About the Album
I Like the Chords is an energetic electronic music album blending dancefloor-friendly EDM and pop, dubstep, synthpop, and downtempo meditative drums. As with Love More Visibly, bouncy bass lines and vocoded melodies make plenty of appearances.
It covers a range of themes, including getting in touch with various aspects of our humanity.
Alongside brand new pieces, the album features remastered or expanded versions of a few previous works. It also includes instrumental or melody-free versions of several tracks, and an extended dance mix.
Also see my YouTube channel for videos from this album and others.
The album’s opening track, “Be Free,” is intended to put you in touch with whatever makes you feel alive and free. It is also a tribute to ecstatic dance. This form of expression, which I discovered less than a decade ago, has indeed led me to places of physical, spiritual, and emotional ecstasy.
Ecstatic dance facilitators often utilize “waves” in their sets, taking participants on an energetic roller coaster between states of gentle, slow, open, and flowing energy and peaks of denser and more punctuated staccato energy. You’ll experience some of that in this song, where an extended spacious intro lulls you into a trance, and then gradually lifts you into a serious groove.
As I was composing “I Like the Chords,” my spontaneous and more planful, detail-oriented parts came together in really interesting ways. Some of the lyrics popped into my head at 2 or 3 in the morning, at which point I simply recorded and went with them--even if they didn’t all make sense. Then I spent much more time tweaking vocoder sounds.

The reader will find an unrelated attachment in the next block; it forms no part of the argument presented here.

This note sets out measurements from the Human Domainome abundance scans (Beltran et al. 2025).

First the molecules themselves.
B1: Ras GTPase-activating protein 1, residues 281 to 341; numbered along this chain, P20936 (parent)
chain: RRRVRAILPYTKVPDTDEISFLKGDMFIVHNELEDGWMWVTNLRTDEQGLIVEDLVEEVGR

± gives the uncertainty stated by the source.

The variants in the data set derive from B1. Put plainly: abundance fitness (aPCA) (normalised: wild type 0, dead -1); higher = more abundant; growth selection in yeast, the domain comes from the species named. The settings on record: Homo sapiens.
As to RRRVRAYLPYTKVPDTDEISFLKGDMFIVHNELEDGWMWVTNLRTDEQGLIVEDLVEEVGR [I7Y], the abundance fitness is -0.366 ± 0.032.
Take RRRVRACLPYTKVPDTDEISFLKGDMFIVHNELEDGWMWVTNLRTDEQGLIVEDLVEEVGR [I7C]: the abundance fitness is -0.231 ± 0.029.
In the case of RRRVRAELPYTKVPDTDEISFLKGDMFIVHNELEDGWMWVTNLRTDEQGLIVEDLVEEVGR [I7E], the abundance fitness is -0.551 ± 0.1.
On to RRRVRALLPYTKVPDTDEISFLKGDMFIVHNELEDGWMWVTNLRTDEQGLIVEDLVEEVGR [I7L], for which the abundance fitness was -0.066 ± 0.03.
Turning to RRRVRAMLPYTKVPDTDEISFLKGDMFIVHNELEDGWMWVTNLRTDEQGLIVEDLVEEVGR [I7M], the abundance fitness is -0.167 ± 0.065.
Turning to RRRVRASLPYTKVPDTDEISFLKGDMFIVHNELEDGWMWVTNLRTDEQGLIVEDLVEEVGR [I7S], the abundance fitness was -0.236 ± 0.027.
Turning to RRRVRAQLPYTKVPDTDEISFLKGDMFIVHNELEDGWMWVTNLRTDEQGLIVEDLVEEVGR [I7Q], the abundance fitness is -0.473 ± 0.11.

At one point it felt like it wanted to be a sexy song, but then it became more about just having fun and not being overly serious all the time.
The music video also reflects a meeting of spontaneity and planning. For example, there are a few parts where I’m pedaling a bicycle flying through space. I’m still not sure how that concept popped into my head, other than as a natural byproduct of really liking bicycles. But actually making it happen in the video took some planning and persistence.
“Reclamation” is about rediscovering what you are most passionate about, and living a life that integrates that.
While the song has no lyrics beyond the intro, the video includes a few inspirational messages.
It took a bit of courage to dress up in leopard print tights and dance in the video, but I had a lot of fun doing it. I hope this inspires you to take a risk, small or large, leading to fun and rewarding experiences.
“You Are the One for Me” is a simple but bouncy love song. I hope it gives you lots of warm fuzzies, and inspires you to express yourself to those you love and care about.
On one level, “In This Moment”is about sharing deep physical intimacy. On another level, it’s about regularly taking the time and effort to be emotionally, spiritually, and physically present.